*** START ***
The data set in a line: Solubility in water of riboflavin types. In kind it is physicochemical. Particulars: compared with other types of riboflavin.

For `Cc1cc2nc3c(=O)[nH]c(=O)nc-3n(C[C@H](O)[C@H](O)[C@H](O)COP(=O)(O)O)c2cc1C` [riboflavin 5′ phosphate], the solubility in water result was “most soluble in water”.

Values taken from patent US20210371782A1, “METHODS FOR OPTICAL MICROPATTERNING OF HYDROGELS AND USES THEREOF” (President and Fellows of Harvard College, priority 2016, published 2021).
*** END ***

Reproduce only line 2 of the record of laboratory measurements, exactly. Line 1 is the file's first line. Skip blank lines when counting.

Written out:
For `Cc1cc2nc3c(=O)[nH]c(=O)nc-3n(C[C@H](O)[C@H](O)[C@H](O)COP(=O)(O)O)c2cc1C` [riboflavin 5′ phosphate], the solubility in water result was “most soluble in water”.